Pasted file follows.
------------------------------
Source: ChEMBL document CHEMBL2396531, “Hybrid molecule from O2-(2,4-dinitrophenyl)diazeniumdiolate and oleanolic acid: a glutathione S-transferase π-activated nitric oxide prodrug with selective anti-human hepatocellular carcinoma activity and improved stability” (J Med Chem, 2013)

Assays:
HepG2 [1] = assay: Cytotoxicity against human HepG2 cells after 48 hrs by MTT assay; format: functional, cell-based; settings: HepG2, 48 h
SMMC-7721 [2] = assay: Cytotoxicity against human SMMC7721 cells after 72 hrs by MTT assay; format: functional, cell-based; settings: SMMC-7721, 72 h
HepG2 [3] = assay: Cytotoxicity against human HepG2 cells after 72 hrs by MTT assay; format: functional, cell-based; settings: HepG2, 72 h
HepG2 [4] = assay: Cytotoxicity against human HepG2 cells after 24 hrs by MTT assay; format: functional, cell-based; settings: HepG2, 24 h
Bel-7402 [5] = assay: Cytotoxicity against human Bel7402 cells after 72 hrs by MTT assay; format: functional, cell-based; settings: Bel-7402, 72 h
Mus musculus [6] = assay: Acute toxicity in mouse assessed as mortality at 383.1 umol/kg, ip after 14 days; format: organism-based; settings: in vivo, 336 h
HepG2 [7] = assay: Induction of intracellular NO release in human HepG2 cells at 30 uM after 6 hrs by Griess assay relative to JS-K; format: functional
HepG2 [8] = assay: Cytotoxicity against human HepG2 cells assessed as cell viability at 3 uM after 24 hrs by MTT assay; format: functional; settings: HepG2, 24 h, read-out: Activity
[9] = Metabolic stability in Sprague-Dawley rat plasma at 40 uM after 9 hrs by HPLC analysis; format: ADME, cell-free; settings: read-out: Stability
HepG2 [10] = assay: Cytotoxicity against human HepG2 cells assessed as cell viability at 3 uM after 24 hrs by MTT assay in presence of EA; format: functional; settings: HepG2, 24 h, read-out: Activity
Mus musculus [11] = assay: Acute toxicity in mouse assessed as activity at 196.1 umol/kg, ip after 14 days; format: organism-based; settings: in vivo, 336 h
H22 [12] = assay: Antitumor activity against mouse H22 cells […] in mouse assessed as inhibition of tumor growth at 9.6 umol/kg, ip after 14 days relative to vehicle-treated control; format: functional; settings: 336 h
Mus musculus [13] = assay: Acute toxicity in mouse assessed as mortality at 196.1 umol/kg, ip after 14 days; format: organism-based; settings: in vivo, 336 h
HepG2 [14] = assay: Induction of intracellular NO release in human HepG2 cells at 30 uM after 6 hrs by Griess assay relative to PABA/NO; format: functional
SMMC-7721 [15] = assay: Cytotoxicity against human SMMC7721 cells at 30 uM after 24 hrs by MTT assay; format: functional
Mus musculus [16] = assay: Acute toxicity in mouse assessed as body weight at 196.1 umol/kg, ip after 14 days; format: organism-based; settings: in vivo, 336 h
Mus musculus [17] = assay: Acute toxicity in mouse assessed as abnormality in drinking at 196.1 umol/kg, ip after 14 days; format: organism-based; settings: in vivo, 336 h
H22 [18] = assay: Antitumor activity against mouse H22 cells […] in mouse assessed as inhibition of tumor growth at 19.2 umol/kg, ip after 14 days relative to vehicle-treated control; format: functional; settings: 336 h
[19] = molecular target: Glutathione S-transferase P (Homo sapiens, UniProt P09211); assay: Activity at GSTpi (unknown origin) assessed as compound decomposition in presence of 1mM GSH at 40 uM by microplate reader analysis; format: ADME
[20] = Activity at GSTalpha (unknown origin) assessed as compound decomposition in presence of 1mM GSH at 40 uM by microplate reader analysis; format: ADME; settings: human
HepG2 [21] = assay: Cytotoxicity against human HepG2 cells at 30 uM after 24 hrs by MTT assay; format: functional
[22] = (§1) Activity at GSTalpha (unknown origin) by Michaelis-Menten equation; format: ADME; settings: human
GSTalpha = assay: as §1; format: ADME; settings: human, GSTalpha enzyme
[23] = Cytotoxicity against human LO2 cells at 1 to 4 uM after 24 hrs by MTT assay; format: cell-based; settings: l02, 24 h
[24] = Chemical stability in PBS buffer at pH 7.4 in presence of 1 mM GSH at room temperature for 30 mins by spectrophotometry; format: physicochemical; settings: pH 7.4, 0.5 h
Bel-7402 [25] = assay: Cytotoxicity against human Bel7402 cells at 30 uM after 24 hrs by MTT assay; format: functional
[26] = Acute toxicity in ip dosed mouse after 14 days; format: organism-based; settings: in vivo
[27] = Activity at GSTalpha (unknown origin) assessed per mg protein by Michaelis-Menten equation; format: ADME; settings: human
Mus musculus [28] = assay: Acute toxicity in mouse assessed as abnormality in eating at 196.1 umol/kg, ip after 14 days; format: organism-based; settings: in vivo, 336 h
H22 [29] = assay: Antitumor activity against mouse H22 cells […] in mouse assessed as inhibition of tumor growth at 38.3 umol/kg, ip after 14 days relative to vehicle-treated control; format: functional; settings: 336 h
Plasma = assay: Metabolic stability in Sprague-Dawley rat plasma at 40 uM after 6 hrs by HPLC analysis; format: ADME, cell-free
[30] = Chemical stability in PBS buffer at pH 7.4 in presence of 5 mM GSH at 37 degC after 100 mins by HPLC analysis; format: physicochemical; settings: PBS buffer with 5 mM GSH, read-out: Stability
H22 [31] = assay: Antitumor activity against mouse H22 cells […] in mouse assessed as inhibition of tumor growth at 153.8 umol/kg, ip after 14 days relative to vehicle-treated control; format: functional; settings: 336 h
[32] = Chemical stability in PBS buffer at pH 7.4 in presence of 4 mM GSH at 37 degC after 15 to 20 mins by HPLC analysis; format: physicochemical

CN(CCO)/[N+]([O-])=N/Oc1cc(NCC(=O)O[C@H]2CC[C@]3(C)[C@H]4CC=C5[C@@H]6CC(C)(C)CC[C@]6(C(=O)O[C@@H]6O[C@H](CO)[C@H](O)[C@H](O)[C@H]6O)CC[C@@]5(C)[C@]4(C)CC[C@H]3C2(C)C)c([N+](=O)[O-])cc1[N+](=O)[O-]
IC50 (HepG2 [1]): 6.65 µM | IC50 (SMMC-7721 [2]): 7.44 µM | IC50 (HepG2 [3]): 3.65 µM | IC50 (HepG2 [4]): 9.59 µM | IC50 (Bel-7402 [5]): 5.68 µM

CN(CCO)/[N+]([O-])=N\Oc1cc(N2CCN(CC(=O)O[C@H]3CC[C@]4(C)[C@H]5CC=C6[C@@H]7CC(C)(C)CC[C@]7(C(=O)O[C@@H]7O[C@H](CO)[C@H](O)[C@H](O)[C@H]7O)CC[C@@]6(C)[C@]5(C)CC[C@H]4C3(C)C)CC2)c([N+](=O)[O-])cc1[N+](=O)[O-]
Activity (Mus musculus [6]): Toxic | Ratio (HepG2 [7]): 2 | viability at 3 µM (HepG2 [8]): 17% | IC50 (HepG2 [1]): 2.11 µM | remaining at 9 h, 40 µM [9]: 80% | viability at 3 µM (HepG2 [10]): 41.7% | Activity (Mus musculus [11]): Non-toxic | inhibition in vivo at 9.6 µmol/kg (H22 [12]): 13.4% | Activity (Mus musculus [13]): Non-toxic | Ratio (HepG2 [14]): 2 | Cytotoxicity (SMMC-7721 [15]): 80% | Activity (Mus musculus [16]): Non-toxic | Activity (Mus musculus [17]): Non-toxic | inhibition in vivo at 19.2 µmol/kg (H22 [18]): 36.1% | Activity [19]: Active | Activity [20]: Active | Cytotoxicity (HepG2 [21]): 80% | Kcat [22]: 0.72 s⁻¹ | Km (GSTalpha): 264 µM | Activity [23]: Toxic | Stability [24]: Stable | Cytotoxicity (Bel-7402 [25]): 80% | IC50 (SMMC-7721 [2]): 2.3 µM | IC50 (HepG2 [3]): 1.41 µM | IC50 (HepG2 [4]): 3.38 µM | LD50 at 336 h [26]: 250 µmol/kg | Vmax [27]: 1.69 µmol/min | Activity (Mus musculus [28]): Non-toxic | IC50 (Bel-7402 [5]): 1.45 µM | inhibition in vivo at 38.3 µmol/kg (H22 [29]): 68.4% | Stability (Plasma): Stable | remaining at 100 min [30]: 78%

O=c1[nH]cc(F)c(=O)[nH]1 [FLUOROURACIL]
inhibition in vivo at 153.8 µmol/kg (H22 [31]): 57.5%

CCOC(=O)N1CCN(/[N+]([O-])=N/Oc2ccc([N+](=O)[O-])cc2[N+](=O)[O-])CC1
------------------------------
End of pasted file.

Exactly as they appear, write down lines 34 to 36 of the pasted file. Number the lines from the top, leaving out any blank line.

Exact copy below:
[30] = Chemical stability in PBS buffer at pH 7.4 in presence of 5 mM GSH at 37 degC after 100 mins by HPLC analysis; format: physicochemical; settings: PBS buffer with 5 mM GSH, read-out: Stability
H22 [31] = assay: Antitumor activity against mouse H22 cells […] in mouse assessed as inhibition of tumor growth at 153.8 umol/kg, ip after 14 days relative to vehicle-treated control; format: functional; settings: 336 h
[32] = Chemical stability in PBS buffer at pH 7.4 in presence of 4 mM GSH at 37 degC after 15 to 20 mins by HPLC analysis; format: physicochemical